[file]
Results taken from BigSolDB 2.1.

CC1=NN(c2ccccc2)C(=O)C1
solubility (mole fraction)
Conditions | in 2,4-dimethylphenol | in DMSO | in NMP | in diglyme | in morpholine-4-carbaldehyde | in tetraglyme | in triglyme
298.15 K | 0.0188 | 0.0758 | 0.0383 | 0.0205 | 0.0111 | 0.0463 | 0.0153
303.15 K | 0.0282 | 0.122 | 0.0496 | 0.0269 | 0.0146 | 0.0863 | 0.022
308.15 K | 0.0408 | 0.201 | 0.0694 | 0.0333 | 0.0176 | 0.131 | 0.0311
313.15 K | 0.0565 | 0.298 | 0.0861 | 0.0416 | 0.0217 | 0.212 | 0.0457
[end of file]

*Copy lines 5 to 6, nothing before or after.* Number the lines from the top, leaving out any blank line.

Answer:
298.15 K | 0.0188 | 0.0758 | 0.0383 | 0.0205 | 0.0111 | 0.0463 | 0.0153
303.15 K | 0.0282 | 0.122 | 0.0496 | 0.0269 | 0.0146 | 0.0863 | 0.022